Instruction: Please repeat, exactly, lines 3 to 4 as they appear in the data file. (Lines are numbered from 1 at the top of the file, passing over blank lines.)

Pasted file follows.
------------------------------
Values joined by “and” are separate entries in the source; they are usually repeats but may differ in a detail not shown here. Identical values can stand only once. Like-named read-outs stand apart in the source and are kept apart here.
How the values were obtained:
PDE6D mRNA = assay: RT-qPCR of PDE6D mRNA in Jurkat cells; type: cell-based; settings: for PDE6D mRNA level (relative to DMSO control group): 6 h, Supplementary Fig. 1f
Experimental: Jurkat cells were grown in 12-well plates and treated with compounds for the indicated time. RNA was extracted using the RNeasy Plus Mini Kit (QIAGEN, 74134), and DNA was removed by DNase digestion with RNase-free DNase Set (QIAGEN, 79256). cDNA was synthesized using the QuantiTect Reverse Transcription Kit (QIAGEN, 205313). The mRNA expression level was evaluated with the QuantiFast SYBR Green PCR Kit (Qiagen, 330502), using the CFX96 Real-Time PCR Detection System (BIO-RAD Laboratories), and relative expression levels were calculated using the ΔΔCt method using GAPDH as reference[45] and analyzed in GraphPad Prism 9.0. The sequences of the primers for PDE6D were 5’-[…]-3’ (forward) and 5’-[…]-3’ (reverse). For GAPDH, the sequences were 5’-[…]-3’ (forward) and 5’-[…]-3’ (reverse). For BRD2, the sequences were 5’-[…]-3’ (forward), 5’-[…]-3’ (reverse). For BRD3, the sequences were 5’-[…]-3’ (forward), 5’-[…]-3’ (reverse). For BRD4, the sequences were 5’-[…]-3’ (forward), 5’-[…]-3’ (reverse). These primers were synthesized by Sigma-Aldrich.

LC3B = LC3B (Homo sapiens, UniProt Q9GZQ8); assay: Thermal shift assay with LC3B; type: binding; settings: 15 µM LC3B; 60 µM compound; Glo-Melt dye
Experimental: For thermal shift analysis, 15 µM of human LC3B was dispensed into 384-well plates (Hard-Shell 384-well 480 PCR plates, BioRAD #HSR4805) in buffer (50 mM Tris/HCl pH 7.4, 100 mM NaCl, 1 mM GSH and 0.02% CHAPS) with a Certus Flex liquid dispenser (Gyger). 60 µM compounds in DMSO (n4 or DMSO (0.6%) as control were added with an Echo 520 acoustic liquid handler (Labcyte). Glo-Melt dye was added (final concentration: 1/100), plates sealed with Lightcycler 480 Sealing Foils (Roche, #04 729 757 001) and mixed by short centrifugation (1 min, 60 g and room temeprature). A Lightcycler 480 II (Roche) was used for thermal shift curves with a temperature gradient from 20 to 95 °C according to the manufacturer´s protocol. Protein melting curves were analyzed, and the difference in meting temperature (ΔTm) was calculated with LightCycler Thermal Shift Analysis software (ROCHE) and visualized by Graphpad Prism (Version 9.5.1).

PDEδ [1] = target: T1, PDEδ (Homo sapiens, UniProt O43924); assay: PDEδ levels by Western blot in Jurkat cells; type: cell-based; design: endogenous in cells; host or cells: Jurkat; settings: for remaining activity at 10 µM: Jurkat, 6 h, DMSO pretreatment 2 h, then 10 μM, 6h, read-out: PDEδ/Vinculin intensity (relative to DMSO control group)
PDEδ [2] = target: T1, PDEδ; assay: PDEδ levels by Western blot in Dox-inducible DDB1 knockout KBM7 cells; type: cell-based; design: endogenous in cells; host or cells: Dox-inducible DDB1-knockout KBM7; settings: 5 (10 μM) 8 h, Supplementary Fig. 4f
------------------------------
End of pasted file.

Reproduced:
PDE6D mRNA = assay: RT-qPCR of PDE6D mRNA in Jurkat cells; type: cell-based; settings: for PDE6D mRNA level (relative to DMSO control group): 6 h, Supplementary Fig. 1f
Experimental: Jurkat cells were grown in 12-well plates and treated with compounds for the indicated time. RNA was extracted using the RNeasy Plus Mini Kit (QIAGEN, 74134), and DNA was removed by DNase digestion with RNase-free DNase Set (QIAGEN, 79256). cDNA was synthesized using the QuantiTect Reverse Transcription Kit (QIAGEN, 205313). The mRNA expression level was evaluated with the QuantiFast SYBR Green PCR Kit (Qiagen, 330502), using the CFX96 Real-Time PCR Detection System (BIO-RAD Laboratories), and relative expression levels were calculated using the ΔΔCt method using GAPDH as reference[45] and analyzed in GraphPad Prism 9.0. The sequences of the primers for PDE6D were 5’-[…]-3’ (forward) and 5’-[…]-3’ (reverse). For GAPDH, the sequences were 5’-[…]-3’ (forward) and 5’-[…]-3’ (reverse). For BRD2, the sequences were 5’-[…]-3’ (forward), 5’-[…]-3’ (reverse). For BRD3, the sequences were 5’-[…]-3’ (forward), 5’-[…]-3’ (reverse). For BRD4, the sequences were 5’-[…]-3’ (forward), 5’-[…]-3’ (reverse). These primers were synthesized by Sigma-Aldrich.